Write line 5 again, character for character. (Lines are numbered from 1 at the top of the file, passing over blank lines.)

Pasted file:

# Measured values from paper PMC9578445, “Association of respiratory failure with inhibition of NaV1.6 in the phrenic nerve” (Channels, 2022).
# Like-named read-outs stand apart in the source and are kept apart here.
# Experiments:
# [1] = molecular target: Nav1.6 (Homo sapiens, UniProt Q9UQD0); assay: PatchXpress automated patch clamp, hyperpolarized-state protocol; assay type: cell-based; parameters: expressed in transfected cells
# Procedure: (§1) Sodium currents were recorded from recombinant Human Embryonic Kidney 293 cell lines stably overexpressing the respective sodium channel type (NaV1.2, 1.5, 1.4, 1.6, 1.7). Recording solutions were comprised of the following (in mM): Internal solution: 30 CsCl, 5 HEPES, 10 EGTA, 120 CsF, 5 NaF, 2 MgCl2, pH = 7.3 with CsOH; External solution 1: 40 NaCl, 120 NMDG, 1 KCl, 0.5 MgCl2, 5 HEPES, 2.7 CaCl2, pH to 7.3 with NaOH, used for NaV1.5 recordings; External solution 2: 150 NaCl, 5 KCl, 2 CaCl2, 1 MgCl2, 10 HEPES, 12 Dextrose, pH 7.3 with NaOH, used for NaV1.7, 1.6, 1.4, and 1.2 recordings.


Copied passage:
# Procedure: (§1) Sodium currents were recorded from recombinant Human Embryonic Kidney 293 cell lines stably overexpressing the respective sodium channel type (NaV1.2, 1.5, 1.4, 1.6, 1.7). Recording solutions were comprised of the following (in mM): Internal solution: 30 CsCl, 5 HEPES, 10 EGTA, 120 CsF, 5 NaF, 2 MgCl2, pH = 7.3 with CsOH; External solution 1: 40 NaCl, 120 NMDG, 1 KCl, 0.5 MgCl2, 5 HEPES, 2.7 CaCl2, pH to 7.3 with NaOH, used for NaV1.5 recordings; External solution 2: 150 NaCl, 5 KCl, 2 CaCl2, 1 MgCl2, 10 HEPES, 12 Dextrose, pH 7.3 with NaOH, used for NaV1.7, 1.6, 1.4, and 1.2 recordings.